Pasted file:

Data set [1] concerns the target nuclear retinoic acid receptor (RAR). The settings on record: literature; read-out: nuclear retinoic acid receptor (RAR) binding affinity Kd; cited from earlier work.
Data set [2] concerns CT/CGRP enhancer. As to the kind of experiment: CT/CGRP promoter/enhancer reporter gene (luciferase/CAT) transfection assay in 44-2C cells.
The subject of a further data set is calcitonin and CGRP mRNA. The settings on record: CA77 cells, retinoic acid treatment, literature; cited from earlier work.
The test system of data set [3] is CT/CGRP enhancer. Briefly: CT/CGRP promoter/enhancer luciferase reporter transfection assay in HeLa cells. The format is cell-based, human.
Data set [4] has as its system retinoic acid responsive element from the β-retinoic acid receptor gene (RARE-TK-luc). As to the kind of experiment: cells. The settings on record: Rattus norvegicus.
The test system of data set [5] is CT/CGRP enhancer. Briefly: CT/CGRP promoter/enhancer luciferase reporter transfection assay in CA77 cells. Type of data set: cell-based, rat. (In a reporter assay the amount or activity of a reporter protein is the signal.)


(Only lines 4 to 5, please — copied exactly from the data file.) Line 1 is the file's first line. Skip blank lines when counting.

The test system of data set [3] is CT/CGRP enhancer. Briefly: CT/CGRP promoter/enhancer luciferase reporter transfection assay in HeLa cells. The format is cell-based, human.
Data set [4] has as its system retinoic acid responsive element from the β-retinoic acid receptor gene (RARE-TK-luc). As to the kind of experiment: cells. The settings on record: Rattus norvegicus.